Obama is walking that fine line. A fine line that shouldn’t even be necessary. But, there it is. The line that’s there to help Obama help the economy, help spur business and growth and reduce the chances of a repeated failure. At the same time, the line is there to show that government values business, but isn’t there to socialize it. The trouble is, this economic downturn was of our own making. By our, I mean Wall Street. The housing bubble was just that, a bubble. Bubbles eventually burst and this bubble was no exception. It’s not as if analysts and intelligent minded people couldn’t see the handwriting on the wall. When the mortgage interest rates got down to 1% and all of those ARM and specialty loans were being issued like water flowing down the Mississippi, trouble was inevitable. We just didn’t know that banks and insurance companies were tying their financial soundness to these extremely risky loans using credit default swaps.

Until the bubble burst, no one really knew just how deep the rabbit hole went. Then, everything came crashing down and all of the nasty subprime mortgage and credit default swap issues came into view in their all fugly detailed glory. The first evidence of that was Bear Stearns followed by AIG (and the subsequent governmental bailout). I still think they should have let AIG fold, I digress.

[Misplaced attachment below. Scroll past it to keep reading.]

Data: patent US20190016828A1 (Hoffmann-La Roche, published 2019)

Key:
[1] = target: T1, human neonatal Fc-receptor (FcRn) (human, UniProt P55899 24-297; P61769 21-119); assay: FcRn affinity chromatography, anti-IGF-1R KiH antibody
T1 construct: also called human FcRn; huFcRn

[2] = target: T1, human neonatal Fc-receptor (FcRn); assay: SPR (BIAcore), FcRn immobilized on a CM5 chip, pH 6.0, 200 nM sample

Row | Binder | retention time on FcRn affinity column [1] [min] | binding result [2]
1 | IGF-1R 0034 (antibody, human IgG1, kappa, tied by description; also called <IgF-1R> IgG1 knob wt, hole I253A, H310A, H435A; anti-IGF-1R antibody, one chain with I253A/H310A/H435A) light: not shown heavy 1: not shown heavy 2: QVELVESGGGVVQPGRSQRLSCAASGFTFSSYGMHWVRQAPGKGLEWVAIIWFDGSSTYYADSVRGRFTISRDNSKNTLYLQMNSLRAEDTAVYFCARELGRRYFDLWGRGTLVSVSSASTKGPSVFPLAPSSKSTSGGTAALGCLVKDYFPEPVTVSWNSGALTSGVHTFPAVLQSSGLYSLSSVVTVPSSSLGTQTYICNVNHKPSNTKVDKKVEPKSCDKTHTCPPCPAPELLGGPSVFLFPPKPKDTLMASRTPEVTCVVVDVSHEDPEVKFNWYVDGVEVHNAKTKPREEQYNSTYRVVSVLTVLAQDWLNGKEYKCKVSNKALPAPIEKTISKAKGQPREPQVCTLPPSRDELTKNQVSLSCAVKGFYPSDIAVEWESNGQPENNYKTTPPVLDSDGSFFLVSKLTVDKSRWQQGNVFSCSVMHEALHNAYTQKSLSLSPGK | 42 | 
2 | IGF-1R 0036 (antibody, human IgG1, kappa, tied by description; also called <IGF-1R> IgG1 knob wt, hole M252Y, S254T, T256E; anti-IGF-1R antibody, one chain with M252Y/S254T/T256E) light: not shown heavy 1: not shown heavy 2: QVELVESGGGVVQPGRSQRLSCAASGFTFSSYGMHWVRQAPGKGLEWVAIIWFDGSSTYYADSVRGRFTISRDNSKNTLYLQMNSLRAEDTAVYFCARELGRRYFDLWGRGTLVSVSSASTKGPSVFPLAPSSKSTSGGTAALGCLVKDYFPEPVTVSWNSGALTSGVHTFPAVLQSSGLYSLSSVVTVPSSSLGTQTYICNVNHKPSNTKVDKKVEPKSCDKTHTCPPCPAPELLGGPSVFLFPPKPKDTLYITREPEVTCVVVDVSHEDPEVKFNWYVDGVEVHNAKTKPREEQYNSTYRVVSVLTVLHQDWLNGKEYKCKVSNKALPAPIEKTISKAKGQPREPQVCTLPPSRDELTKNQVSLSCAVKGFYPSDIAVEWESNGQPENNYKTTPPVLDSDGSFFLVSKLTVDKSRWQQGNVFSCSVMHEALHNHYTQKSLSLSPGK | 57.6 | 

Government and Business

It’s high time that government distanced itself from corporate businesses. It’s high time congress made laws to separate government from business (including political support). It’s high time that government stopped being a pawn for corporate businesses. Forbes clearly seems to think that Free Enterprise requires socialism to function. Free Enterprise is not part of and does not need socialism. Free Enterprise means that businesses can do whatever they need to do (within the limits of the laws) to make their business succeed. Clearly, there have not been laws enabled that have dramatically impacted Free Enterprise. The laws that have been enacted have been placed there to prevent corporations from producing risky investment vehicles with a high likelyhood of crashing down again. If businesses are now floundering, it’s not because of laws. It’s because corporations have lost their way and are still expecting handouts. Well, you can keep your hand out, but don’t expect the government to be dropping any coin in it.

Corporations have relied, no… depended on the US Government for handouts. That time needs to end. Subsidies for business need to go away. Businesses need to fend for themselves just like Free Enterprise mandates. If a business can’t make it on its own, then let it fail. I’ll repeat, LET IT FAIL. Failure is also part of Free Enterprise. Businesses that will succeed, will succeed because they produce a good product or service. Businesses that fail, will fail because they don’t produce good products or services.

Lost our way